New research by Kaspersky finds employees are causing more data leaks. So much so that employee action and cyberattacks are running neck-and-neck.
What’s behind this growth in employee-initiated data leaking? And what can business leaders do to turn employees from cyber risk to cyber asset?
Why are employees causing more data leaks?
More than 3,000 IT security managers in 26 countries contributed views to Kaspersky’s 2022 IT Security Economics report. The research found that in 2022, cyberattacks caused 23 percent of data leaks, while employees caused a close 22 percent.
This growing proportion of leaks linked to employees may follow work-life changes since the pandemic. The report says, “IT security teams are now battling data leakages caused by employees […] following the introduction of new staff laptops or tablets, and Virtual Private Networks (VPNs) to enable remote working.”
Why cybersecurity education is taking off at Heathrow Airport
In response to social engineering emails, London Heathrow Airport created a culture of continuous, targeted cybersecurity education.
And it’s not all innocent mistakes. Most employee-triggered leaks involved ignoring cybersecurity policy, but security managers also reported more than a third (36 percent) were deliberate acts of sabotage or espionage.
How employees cause data leaks
Small, almost mundane actions often lead to data leaks. Usually, the employee is tricked by a ‘social engineering’ tactic or practicing poor cyber ‘hygiene.’ But what does that mean?
Cybercriminals use manipulative tricks known as social engineering to fool employees into giving them access to systems or giving out information they otherwise wouldn’t. A common approach is ‘phishing’ – emails or messages containing links that give cybercriminals access to business systems when clicked on.
Phishing is getting more sophisticated – mimicking, for example, emails announcing sales or discounts from household brands so well they’re hard to tell apart from the real thing.
‘Spear phishing’ is more targeted and personalized. It might, for example, target those in an organization most likely to take the bait, or mimic a target organization’s internal newsletter or email format.
Cybercriminals also engage in social engineering one-on-one. For example, they may phone employees saying they’re from the IT support desk and try to persuade the employee to share their login and password details.
Maintaining good cyber hygiene means everyday practices that make it harder for cybercriminals to access systems.
The actions that make up cyber hygiene will hopefully be familiar, for example: Having complex passwords, always using a VPN when working remotely and deleting digital information you no longer need.
How to stop employee leaks
Cybersecurity awareness training aims to teach cyber hygiene alongside the broader education employees need to notice and avoid falling for social engineering tricks.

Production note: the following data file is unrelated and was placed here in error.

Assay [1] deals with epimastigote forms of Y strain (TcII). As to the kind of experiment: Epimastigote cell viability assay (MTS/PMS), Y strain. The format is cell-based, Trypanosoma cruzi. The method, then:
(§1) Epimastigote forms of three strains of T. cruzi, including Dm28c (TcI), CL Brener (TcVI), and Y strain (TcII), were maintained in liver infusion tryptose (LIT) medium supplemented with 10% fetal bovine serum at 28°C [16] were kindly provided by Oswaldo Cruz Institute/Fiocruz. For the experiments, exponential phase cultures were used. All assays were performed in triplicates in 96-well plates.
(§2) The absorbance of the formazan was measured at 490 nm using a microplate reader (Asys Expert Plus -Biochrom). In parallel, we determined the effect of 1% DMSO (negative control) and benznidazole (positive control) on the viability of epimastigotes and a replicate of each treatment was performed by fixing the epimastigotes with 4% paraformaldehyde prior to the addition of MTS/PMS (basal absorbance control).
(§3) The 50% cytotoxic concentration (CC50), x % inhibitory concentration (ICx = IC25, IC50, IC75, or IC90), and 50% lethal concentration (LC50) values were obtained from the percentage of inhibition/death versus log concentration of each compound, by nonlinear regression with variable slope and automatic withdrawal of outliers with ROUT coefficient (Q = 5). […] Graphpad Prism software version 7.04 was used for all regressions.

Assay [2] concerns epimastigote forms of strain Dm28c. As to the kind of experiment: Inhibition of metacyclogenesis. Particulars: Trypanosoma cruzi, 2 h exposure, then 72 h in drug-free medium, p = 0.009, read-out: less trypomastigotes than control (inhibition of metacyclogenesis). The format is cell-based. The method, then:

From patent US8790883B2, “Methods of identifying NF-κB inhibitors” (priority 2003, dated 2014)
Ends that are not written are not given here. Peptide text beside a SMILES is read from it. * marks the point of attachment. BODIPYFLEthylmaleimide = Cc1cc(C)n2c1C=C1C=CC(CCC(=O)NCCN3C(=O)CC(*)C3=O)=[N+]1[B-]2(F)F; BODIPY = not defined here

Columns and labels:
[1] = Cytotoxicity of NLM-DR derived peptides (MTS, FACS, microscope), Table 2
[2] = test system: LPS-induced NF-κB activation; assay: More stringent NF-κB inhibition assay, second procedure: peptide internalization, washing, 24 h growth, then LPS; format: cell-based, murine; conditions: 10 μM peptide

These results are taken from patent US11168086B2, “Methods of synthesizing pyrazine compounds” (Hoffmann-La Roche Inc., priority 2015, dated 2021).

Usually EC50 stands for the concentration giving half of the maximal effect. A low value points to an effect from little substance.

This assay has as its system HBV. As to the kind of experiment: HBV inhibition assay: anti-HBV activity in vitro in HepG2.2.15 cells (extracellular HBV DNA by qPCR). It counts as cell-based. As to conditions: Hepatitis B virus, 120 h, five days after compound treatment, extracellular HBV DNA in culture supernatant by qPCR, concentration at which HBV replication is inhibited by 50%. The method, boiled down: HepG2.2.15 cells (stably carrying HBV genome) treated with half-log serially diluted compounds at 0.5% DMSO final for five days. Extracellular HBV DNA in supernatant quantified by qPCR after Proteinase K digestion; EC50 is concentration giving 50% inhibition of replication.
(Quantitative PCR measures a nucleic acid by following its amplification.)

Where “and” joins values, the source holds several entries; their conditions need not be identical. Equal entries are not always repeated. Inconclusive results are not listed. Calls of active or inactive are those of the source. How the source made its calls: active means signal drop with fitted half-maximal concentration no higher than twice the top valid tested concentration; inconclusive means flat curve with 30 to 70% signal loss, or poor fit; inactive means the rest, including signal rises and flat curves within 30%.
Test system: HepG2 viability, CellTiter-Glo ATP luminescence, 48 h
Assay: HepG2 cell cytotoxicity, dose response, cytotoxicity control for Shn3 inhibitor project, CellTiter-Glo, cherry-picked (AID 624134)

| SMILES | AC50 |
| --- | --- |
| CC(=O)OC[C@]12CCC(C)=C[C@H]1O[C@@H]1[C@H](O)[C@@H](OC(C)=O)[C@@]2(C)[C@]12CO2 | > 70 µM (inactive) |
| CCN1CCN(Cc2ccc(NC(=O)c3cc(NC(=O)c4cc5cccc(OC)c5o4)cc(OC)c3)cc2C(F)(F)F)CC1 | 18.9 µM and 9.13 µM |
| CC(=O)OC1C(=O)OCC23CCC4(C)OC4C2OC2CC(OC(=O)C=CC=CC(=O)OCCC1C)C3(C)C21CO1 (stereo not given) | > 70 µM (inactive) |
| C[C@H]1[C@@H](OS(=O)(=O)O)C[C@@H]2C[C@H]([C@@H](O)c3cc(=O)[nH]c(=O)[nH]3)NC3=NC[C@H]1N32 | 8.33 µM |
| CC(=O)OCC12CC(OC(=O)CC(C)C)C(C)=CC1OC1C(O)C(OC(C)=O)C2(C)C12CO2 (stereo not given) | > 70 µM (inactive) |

Earlier Kaspersky research in partnership with Longitude, a thought leadership agency within the Financial Times Group, found businesses confident in their cyber skills programs also report better overall cyberattack preparedness.
While cybersecurity experts should upskill regularly, the research highlights the importance of training all staff – beyond the IT department – to create a company-wide cybersecurity culture. One-off training is also not enough: staff need to absorb ideas and practice skills to make new habits.
Heathrow Airport’s innovative employee cyber awareness program aims to change behavior long-term with ‘little and often’ education targeted at those who need it most. Heathrow uses mock phishing emails to identify employees at risk of falling for cybercriminals’ tricks, so they’re not wasting time educating employees whose cyber awareness is already strong.
Cybersecurity awareness training should also aim to encourage ‘cyber pride‘ – building positive motivation for good cyber behavior rather than stoking fear.
What about preventing employee sabotage?
Comprehensive cybersecurity education may not be enough to prevent the 36 percent of employee-generated data leaks done by disgruntled employees. Examples of how employees have deliberately leaked data abound – from sharing customer data online to handing access keys to cybercriminals.
Regular user access reviews – checking who has access to what and keeping all system access to a minimum – are important, but nothing surpasses the value of maintaining a positive workplace culture.
You must identify and act on employee ill-feeling before it gets so bad that someone goes on the attack.
Leaders need ways to ‘temperature check’ their organization beyond relying on the Personnel department or peers in senior leadership to thoroughly report concerns. Affected departments have a ‘dog in the fight,’ so to speak, and may not share everything they should. Ways to temperature-check include 360-degree feedback mechanisms – where all staff give anonymous feedback about their manager.
Writing in Forbes, founder of Rungway workplace advice platform, Julie Chakraverty, says, “To… uncover hidden attitudes and views, you need to ask your employees how they feel. Lead by example by being fully open and transparent… [and] empower your employees to share their opinions and give honest feedback.”
The change in how data leaks happen, with more employees triggering them, should give every business pause for thought. Bringing leadership focus back to workplace culture and employee wellbeing has always paid dividends across the business, but we now understand its crucial importance in keeping data safe.
Regular, targeted cybersecurity education, strong cyber hygiene and understanding how everyone in your organization is feeling should be central to your data protection strategy.